gifts Turner delivers are unique and feminine, with attention and
prayer given to every detail. Shes given white roses; teacups
with a bag of tea; white handkerchiefs embroidered with red hearts;
homemade chocolates; devotionals and audiocassettes all with
encouraging words and Scripture verses.
"They are beautiful gifts, very feminine. They always look
stunning. The gifts are ones any woman would look at and say I
want one of these, " Weisel says. "Each gift includes
a letter or article with the message We love you. We care
about you. There is absolutely no condemnation, absolutely
no criticism. It is totally a ministry of love."
Nearly every package includes something purple, Turner says, explaining,
"Whenever you see a cloth draped over the cross, its
purple it looks like the color of forgiveness."
Cindy Weber, a ministry partner who prays and helps prepare the
nearly 40 gifts each month, has made chocolate hearts and Easter
"It shows the love of Jesus," she says of the carefully
prepared gifts. "I dont think some of the women have
ever felt His love. I dont think some have felt genuine love
at all. And for a total stranger to come up and give you a gift
its all just to express Jesus love."
When Turner and her prayer partner or partners arrive at the clubs,
she has them park in an adjacent parking lot. Then, they begin praying
as she delivers the gifts.
"All the gifts are in a basket. I walk in the door and the
first thing I do is give the bartender a present and say, Im
going to give the dancers their gifts. Some of the dancers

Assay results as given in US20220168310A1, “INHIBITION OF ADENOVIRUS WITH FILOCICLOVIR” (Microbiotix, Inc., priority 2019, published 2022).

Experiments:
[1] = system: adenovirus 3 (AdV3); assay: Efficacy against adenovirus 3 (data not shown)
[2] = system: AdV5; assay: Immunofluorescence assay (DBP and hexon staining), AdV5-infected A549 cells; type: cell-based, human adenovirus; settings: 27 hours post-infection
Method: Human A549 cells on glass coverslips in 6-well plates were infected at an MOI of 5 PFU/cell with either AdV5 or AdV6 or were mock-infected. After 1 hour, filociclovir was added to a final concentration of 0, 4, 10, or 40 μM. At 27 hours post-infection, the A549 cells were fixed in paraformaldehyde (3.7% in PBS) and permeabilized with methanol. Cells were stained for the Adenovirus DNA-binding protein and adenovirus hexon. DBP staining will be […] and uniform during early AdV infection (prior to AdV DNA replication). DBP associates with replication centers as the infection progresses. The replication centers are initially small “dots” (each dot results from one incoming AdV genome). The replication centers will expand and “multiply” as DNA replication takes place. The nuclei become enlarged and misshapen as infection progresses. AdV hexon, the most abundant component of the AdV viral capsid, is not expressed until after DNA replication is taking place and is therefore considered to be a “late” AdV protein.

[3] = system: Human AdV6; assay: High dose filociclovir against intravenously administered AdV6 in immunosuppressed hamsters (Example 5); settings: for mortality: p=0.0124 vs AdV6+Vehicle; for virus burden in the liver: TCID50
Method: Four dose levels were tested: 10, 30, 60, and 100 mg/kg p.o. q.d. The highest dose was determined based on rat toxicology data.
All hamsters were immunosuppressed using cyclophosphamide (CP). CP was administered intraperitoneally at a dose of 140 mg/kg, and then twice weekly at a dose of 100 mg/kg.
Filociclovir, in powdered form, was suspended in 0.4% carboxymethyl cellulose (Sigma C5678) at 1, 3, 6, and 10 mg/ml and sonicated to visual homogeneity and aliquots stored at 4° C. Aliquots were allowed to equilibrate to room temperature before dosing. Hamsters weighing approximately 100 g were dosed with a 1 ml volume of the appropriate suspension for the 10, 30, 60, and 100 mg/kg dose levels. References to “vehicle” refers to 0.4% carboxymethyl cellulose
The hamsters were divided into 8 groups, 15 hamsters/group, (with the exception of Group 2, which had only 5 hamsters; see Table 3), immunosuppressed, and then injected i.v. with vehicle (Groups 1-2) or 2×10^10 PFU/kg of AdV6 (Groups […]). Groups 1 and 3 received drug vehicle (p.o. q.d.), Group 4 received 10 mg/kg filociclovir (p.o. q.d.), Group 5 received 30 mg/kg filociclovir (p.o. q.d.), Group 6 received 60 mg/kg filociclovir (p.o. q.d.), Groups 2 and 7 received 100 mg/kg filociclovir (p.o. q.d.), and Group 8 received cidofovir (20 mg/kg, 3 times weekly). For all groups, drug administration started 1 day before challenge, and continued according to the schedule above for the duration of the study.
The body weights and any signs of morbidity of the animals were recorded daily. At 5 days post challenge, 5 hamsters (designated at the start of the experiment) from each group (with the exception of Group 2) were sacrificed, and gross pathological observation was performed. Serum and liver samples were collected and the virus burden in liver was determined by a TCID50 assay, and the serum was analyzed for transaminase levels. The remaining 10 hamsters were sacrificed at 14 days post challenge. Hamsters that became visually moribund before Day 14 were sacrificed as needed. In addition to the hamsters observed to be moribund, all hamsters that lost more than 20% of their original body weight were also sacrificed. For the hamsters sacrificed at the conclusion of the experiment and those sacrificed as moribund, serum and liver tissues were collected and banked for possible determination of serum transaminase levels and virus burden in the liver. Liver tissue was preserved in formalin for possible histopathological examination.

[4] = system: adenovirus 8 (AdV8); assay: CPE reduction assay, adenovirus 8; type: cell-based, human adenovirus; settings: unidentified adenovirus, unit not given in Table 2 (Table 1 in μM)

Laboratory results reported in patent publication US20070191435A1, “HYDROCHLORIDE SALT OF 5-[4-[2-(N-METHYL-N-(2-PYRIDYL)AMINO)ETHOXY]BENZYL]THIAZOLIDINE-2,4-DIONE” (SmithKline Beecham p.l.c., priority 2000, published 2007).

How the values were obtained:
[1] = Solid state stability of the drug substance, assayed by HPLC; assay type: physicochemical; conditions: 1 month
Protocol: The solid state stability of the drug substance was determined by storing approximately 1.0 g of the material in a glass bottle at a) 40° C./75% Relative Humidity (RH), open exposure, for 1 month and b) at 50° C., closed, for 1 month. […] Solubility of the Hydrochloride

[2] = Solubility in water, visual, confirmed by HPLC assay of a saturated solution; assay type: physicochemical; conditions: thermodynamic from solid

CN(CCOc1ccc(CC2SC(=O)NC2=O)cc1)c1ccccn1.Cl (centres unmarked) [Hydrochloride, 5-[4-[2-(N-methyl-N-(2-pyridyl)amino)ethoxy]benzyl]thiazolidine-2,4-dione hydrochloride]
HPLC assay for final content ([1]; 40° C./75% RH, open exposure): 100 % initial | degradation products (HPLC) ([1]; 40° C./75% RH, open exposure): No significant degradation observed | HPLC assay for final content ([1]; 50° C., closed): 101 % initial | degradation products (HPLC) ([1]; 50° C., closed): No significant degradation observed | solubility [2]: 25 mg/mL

are working. If they dont look at me, Ill lay the gifts
next to them."
Wortman says, "The blessing is watching her when she walks
out. Shes walking into a pit of darkness and sin, but when
she comes out shes glowing. When she walks in and out, theres
a confidence. She walks in the Spirit of God."
Turner has faith that therell be a harvest from the seeds
shes planting. "Every time we take something we pray
over it. It may not affect the dancers immediately, but eventually
it will. Were giving the Word of God and God says His Word
will not return void."
And Turner is preparing to help in the harvesting. Recently, she
learned of similar ministries in Texas, Arizona and other states
and has begun networking with people in those ministries.
Lisanne McMurray, a former dancer now with Lightdancers, a ministry
of Phoenix (Ariz.) First Assembly, sent Turner 50 devotionals. And
shes received information from other ministries offering former
dancers support and guidance as they leave the clubs.
"They have so many strongholds on them after theyve
involved themselves in that kind of sin, and its hard to walk
away from that kind of money," Turner says.
"God has me there to plant seeds; but if I can lead them out
by the hand, I want to. I want to be able to point them in the right
directions jobs, housing, day care for their children."
Weisel is excited by the possibilities.
"Its amazing how God has been moving all across the
nation at one time," she says. "Im really expecting
this is going to become huge."
Becky Reigel lives in Springfield, Mo.